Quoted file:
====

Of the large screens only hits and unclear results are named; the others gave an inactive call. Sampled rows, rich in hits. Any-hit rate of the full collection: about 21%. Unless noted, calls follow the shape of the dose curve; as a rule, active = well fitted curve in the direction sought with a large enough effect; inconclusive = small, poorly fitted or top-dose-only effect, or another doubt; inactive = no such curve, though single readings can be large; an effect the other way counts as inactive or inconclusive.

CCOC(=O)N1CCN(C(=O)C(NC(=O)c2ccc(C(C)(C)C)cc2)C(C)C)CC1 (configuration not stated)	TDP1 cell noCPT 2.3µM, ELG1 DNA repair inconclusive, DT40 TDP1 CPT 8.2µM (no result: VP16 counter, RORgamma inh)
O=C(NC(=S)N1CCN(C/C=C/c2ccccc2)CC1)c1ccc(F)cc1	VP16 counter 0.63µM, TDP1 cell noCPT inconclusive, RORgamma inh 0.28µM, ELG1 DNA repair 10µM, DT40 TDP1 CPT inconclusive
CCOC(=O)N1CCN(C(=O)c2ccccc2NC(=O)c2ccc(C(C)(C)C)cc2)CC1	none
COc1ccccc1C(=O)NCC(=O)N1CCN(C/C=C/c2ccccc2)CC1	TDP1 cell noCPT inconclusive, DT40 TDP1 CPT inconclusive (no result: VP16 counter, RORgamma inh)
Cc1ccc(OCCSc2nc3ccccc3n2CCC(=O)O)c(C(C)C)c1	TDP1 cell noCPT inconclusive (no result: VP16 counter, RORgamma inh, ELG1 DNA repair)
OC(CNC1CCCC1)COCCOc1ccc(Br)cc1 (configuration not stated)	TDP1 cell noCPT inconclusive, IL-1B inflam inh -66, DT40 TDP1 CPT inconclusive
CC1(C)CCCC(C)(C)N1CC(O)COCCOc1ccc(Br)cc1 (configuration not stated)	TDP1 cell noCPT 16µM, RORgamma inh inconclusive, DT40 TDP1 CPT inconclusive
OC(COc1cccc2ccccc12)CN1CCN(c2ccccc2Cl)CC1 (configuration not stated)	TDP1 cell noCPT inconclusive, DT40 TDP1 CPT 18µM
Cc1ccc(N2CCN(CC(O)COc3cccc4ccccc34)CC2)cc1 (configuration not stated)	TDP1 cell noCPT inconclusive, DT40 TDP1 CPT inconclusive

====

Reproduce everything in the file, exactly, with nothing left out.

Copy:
Of the large screens only hits and unclear results are named; the others gave an inactive call. Sampled rows, rich in hits. Any-hit rate of the full collection: about 21%. Unless noted, calls follow the shape of the dose curve; as a rule, active = well fitted curve in the direction sought with a large enough effect; inconclusive = small, poorly fitted or top-dose-only effect, or another doubt; inactive = no such curve, though single readings can be large; an effect the other way counts as inactive or inconclusive.

CCOC(=O)N1CCN(C(=O)C(NC(=O)c2ccc(C(C)(C)C)cc2)C(C)C)CC1 (configuration not stated)	TDP1 cell noCPT 2.3µM, ELG1 DNA repair inconclusive, DT40 TDP1 CPT 8.2µM (no result: VP16 counter, RORgamma inh)
O=C(NC(=S)N1CCN(C/C=C/c2ccccc2)CC1)c1ccc(F)cc1	VP16 counter 0.63µM, TDP1 cell noCPT inconclusive, RORgamma inh 0.28µM, ELG1 DNA repair 10µM, DT40 TDP1 CPT inconclusive
CCOC(=O)N1CCN(C(=O)c2ccccc2NC(=O)c2ccc(C(C)(C)C)cc2)CC1	none
COc1ccccc1C(=O)NCC(=O)N1CCN(C/C=C/c2ccccc2)CC1	TDP1 cell noCPT inconclusive, DT40 TDP1 CPT inconclusive (no result: VP16 counter, RORgamma inh)
Cc1ccc(OCCSc2nc3ccccc3n2CCC(=O)O)c(C(C)C)c1	TDP1 cell noCPT inconclusive (no result: VP16 counter, RORgamma inh, ELG1 DNA repair)
OC(CNC1CCCC1)COCCOc1ccc(Br)cc1 (configuration not stated)	TDP1 cell noCPT inconclusive, IL-1B inflam inh -66, DT40 TDP1 CPT inconclusive
CC1(C)CCCC(C)(C)N1CC(O)COCCOc1ccc(Br)cc1 (configuration not stated)	TDP1 cell noCPT 16µM, RORgamma inh inconclusive, DT40 TDP1 CPT inconclusive
OC(COc1cccc2ccccc12)CN1CCN(c2ccccc2Cl)CC1 (configuration not stated)	TDP1 cell noCPT inconclusive, DT40 TDP1 CPT 18µM
Cc1ccc(N2CCN(CC(O)COc3cccc4ccccc34)CC2)cc1 (configuration not stated)	TDP1 cell noCPT inconclusive, DT40 TDP1 CPT inconclusive